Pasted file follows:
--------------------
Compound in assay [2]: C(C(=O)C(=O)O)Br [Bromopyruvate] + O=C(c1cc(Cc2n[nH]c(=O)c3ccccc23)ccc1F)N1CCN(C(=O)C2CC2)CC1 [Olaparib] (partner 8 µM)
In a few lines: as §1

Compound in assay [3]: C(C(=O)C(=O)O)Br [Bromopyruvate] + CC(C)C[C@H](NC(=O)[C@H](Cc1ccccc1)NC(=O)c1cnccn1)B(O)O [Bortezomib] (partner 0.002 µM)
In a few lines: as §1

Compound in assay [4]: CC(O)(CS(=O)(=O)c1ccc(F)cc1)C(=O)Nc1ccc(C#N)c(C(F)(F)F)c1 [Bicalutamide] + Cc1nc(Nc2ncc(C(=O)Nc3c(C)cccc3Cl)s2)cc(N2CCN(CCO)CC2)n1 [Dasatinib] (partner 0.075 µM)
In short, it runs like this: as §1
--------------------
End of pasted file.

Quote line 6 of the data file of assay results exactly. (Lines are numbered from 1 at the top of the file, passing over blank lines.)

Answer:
In short, it runs like this: as §1